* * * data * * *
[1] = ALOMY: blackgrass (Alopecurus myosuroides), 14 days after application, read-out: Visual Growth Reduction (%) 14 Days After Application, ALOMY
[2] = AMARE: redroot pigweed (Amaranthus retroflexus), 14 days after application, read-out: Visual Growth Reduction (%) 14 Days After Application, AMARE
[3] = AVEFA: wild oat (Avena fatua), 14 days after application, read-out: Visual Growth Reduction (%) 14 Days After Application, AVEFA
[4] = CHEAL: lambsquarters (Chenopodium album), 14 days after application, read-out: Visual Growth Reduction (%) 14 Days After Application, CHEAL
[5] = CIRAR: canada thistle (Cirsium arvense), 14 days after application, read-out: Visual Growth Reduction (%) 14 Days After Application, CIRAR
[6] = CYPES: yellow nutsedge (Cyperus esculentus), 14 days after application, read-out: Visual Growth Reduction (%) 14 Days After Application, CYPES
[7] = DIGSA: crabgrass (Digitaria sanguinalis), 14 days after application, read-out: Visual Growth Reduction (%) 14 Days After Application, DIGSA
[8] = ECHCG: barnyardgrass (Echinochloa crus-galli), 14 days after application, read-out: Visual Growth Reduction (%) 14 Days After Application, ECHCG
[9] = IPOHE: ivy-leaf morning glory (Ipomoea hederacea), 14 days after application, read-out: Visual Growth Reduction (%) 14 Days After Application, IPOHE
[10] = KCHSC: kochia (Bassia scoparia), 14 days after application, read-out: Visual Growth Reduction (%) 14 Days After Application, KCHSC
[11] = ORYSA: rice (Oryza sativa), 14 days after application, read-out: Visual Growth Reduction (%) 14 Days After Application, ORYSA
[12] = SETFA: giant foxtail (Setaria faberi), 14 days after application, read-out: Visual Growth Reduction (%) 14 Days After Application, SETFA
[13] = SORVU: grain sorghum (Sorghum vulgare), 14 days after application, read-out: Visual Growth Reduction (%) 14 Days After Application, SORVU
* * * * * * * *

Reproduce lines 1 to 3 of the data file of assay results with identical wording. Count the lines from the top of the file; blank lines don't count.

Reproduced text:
[1] = ALOMY: blackgrass (Alopecurus myosuroides), 14 days after application, read-out: Visual Growth Reduction (%) 14 Days After Application, ALOMY
[2] = AMARE: redroot pigweed (Amaranthus retroflexus), 14 days after application, read-out: Visual Growth Reduction (%) 14 Days After Application, AMARE
[3] = AVEFA: wild oat (Avena fatua), 14 days after application, read-out: Visual Growth Reduction (%) 14 Days After Application, AVEFA